Ronaldo's aces are his quick feet and rapid acceleration, where Messi has more creativity on tap every time he puts his head down and dribbles.
The record scorer for Real Madrid is also Portugal's all-time top gunner, but Ronaldo is popularly perceived to have failed at international level, an arena where Diego Maradona excelled.
This impression is unfair, as Portugal do not have a deep player pool and with Ronaldo they have reached the World Cup semi-final and the European Championship final.
Messi has to deal with the same brickbat, but neither would be the first great club player unable to haul an international team of lesser lights alongside them - George Best and George Weah spring to mind for instance.
Ronaldo's biggest minus point when assessing him is off-field. He appears so lacking in anything resembling a deep or engaging personality that one is led to question the intrinsic worth of sporting achievement without the accompanying humanity.
In his defence, using his impoverished childhood as a spur for success may have stripped him of an everyday emotional development. To that end it seems unfair to slate him for being so demonically driven when he has reached the top from much further down than where Messi started.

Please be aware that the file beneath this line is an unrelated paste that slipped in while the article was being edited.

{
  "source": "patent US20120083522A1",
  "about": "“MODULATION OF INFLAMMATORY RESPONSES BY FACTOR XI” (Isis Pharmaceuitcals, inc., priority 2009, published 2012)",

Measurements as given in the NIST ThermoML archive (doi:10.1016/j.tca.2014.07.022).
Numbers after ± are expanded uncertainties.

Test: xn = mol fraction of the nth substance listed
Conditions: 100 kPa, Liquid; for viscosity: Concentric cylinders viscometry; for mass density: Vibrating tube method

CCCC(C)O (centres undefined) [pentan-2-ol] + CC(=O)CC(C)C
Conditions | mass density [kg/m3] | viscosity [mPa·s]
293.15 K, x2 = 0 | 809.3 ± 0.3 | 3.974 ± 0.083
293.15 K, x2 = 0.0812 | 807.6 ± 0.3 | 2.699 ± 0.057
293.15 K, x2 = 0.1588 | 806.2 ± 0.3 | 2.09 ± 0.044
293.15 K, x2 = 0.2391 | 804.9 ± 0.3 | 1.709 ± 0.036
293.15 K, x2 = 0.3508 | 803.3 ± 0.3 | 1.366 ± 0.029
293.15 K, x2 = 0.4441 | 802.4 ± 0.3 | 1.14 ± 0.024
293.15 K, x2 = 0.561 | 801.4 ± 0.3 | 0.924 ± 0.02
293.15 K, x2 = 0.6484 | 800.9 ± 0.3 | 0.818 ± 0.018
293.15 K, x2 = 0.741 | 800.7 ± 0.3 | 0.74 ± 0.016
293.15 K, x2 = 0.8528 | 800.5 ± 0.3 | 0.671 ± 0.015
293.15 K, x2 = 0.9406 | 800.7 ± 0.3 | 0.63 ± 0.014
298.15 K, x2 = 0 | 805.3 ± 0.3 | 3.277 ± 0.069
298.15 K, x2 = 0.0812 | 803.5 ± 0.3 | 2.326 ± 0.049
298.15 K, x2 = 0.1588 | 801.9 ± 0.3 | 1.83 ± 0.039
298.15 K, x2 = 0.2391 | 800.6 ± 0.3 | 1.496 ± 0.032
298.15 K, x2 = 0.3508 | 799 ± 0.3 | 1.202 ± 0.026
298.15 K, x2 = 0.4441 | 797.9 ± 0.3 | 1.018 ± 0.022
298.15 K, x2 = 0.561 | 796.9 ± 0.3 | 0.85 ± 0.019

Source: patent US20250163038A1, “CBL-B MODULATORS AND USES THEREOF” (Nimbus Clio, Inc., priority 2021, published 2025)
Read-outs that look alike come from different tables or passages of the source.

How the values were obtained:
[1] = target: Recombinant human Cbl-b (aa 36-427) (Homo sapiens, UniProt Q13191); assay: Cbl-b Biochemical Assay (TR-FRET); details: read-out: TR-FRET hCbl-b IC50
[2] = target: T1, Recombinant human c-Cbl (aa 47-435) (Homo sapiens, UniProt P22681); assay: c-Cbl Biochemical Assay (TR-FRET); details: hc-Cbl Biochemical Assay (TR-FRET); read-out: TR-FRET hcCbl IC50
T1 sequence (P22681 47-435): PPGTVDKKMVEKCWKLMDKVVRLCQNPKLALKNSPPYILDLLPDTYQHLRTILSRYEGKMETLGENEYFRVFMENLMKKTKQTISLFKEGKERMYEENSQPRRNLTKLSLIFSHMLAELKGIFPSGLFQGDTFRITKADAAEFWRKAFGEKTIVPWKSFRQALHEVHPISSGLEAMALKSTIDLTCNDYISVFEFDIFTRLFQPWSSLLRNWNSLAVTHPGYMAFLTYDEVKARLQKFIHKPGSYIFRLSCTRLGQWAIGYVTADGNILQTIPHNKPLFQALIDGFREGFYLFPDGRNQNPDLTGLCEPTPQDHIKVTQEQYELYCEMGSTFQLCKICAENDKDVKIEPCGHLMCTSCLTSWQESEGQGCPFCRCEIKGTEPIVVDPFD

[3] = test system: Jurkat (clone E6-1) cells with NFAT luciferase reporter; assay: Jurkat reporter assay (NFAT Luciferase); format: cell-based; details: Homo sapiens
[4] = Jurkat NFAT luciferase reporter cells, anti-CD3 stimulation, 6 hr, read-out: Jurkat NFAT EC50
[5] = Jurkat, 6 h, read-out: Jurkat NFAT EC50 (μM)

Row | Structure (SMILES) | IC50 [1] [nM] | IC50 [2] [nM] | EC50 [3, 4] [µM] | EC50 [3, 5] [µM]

The Real Madrid star began life in genuine poverty on the island of Madeira, sleeping on the floor of a corrugated shack while his father drank himself into oblivion.
Even his mother, with whom he now enjoys a genuinely strong bond, tried to forcibly miscarry while pregnant with the future legend.
While such natural handicaps curse many for good, they proved to be stimuli in Ronaldo's head, where a haunting fear of falling back into poverty, unlikely now given the riches he has amassed, has stayed stubbornly present in his consciousness, as it did for Brian Clough.